The next year Sandy was nominated again for an Academy Award for Mrs Henderson Presents. But it took five years before she won her third Oscar, this time for The Young Victoria .

Creating the massive amount of costumes needed for this movie (58 changes for Emily Blunt alone) is something Sandy is seemingly unafraid of. After the initial sketches, she and her team shop for fabrics, commission hats and gloves and surge the internet to find the best dealers for period jewelry. “I like doing the jewelry,” she  explains. “It’s one of my favorite bits. We do it at the end of the film when we’ve got all the clothes. Victorian jewelry isn’t that difficult to find…and a lot of the dealers were willing to buy it back after we’d used it.”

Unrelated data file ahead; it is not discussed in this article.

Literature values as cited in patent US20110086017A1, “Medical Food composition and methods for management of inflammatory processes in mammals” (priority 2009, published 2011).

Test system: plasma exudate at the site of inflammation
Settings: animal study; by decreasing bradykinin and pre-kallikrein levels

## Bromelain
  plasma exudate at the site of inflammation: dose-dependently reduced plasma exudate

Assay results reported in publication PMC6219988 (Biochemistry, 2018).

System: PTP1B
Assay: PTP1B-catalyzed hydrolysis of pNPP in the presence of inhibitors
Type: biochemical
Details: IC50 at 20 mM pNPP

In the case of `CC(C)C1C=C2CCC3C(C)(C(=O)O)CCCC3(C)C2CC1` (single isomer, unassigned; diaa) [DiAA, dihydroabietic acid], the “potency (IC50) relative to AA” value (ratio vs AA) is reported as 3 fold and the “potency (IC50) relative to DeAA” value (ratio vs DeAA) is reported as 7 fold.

The Young Victoria

The Young Victoria

The Young Victoria

The Young Victoria

Young Victoria

The Young Victoria

 For The Tempest (2010) and Hugo (2011) Sandy was also nominated for Academy Award.

Hugo, cute knitwear…

Hugo

Hugo

Hugo

Hugo

BAFTA nominations: Orlando, Interview with the Vampire, Wings of the Dove, Shakespeare in Love, End of the Affair, Gangs of New York, The Aviator,  Mrs Henderson presents and Hugo.

BAFTA Film Award won: Velvet Goldmine and The Young Victoria

 sandy-powell2010
  
info:  Damn, that’s some fine tailoring & WikiPedia
http://dtsft.wordpress.com/2013/06/21/sandy-powell-on-costume-design/ 

Leigh Bowery inspired Designers, Photographers & a Painter (Part two)

16 Nov

 

Leigh Bowery, ph. Nick KnightLeigh Bowery, ph. Nick Knight